In addition, preferred embodiments of the present invention provide a wireless IC device that achieves the advantages of the preferred embodiments described in the preceding paragraph and is able to withstand against an impact due to a drop, or the like, and a stress due to heat shrinkage, and to provide an electronic apparatus including the novel IC device.

A wireless IC device according to a preferred embodiment of the present invention includes: a wireless IC that processes transmission and reception signals; a feeder circuit substrate including a feeder circuit incorporating an inductance element connected to the wireless IC in a galvanically conductive state and in which a feeder electrode coupled to the inductance element is provided on a surface of the substrate or an inside of the substrate; and a radiation plate that is electromagnetically coupled to the feeder electrode.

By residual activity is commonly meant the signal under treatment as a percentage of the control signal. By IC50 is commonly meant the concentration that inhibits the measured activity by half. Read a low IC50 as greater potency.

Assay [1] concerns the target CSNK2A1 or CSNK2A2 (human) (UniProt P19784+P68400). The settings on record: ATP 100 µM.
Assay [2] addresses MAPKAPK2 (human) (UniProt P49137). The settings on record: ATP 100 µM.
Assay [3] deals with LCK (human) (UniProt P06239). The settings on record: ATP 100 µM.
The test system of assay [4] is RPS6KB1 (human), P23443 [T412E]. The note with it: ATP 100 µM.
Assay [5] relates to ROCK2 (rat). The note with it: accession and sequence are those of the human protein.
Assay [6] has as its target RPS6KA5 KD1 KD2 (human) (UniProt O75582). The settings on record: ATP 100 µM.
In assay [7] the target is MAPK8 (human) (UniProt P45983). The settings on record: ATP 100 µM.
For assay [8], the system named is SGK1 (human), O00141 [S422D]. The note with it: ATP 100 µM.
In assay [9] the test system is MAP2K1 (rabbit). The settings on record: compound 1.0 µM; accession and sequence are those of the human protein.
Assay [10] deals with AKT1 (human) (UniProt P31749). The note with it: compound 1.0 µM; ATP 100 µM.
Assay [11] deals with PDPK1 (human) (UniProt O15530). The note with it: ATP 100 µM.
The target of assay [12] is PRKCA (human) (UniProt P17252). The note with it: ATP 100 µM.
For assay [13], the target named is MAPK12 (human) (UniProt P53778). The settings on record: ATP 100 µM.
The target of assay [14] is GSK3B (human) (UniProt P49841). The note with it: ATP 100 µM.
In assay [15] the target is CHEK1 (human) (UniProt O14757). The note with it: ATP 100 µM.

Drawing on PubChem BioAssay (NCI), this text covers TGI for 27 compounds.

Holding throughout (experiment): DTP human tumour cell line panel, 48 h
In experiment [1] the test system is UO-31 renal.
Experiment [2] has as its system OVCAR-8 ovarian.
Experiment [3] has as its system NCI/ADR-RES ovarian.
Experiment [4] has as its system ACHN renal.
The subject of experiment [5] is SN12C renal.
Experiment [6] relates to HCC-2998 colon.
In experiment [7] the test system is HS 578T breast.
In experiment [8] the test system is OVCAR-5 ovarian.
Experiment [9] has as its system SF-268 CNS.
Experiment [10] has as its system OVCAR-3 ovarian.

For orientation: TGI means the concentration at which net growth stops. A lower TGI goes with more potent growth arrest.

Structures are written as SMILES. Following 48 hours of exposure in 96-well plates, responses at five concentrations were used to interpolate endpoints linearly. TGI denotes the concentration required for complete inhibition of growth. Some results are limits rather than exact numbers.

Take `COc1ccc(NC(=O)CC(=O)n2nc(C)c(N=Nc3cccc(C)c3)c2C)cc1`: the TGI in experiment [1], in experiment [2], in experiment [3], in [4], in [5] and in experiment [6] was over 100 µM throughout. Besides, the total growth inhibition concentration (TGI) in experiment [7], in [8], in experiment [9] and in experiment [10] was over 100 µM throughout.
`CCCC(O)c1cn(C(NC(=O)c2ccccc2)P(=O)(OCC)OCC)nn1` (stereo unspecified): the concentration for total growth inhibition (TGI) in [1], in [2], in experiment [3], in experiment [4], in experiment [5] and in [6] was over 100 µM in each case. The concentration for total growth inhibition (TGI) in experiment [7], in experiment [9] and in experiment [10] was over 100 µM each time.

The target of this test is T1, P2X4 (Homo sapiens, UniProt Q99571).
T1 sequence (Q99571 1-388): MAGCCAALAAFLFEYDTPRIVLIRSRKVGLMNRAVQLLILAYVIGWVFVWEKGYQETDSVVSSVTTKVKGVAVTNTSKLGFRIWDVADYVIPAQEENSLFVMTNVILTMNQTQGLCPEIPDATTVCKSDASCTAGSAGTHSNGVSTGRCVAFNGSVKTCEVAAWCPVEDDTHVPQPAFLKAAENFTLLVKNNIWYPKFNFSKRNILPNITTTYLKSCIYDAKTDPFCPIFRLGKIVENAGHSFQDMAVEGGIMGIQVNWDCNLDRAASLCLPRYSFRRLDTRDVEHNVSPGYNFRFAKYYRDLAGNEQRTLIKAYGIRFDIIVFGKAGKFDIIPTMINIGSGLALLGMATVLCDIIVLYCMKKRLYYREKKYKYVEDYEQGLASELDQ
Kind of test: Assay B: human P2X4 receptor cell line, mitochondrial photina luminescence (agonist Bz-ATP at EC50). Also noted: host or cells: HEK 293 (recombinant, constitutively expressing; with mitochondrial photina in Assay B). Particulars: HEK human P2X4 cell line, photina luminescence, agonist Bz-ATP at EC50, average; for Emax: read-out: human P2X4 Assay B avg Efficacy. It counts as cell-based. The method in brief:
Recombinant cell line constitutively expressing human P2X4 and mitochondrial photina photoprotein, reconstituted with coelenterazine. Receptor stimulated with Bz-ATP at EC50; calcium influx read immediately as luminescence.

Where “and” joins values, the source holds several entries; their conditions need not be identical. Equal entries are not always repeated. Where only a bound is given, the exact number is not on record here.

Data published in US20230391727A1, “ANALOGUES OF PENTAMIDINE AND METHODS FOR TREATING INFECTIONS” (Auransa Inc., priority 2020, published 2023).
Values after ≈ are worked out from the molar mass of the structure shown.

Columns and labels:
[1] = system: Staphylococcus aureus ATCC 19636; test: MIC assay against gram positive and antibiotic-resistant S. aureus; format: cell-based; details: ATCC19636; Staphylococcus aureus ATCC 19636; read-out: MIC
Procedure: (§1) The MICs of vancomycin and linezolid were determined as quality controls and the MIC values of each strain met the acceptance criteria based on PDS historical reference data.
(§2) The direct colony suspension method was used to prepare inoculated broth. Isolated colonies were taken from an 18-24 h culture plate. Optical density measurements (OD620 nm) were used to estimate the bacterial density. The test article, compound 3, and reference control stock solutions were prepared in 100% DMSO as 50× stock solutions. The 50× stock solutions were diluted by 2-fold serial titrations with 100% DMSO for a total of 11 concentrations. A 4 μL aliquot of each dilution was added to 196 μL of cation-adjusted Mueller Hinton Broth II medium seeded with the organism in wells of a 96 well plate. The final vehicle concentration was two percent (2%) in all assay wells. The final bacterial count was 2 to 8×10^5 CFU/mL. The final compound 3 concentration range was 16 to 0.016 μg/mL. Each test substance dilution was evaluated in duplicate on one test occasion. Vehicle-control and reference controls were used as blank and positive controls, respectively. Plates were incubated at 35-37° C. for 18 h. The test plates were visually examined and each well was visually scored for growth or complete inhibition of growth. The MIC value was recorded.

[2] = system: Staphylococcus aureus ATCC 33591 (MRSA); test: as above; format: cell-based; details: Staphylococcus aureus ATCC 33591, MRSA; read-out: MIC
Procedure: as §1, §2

In the above wireless IC device, the feeder electrode provided on the surface or inside of the feeder circuit substrate is coupled to the inductance element provided for the feeder circuit substrate and is electromagnetically coupled to the radiation plate that functions as an antenna. It is not necessary that the feeder circuit substrate is equipped with a radiation plate having a relatively large size. Thus, the feeder circuit substrate may be exceedingly miniaturized. It is only necessary that the wireless IC is mounted on the above small feeder circuit substrate. An IC mounter, or the like, used widely in the existing art may be used, so mounting cost reduces. In addition, when the wireless IC is changed in response to the frequency used in an RFID system, it is only necessary to change the design of a resonant circuit and/or matching circuit of the feeder circuit substrate, and it is not necessary to change the shape or size of the radiation plate. In terms of this point as well, it is possible to achieve low cost.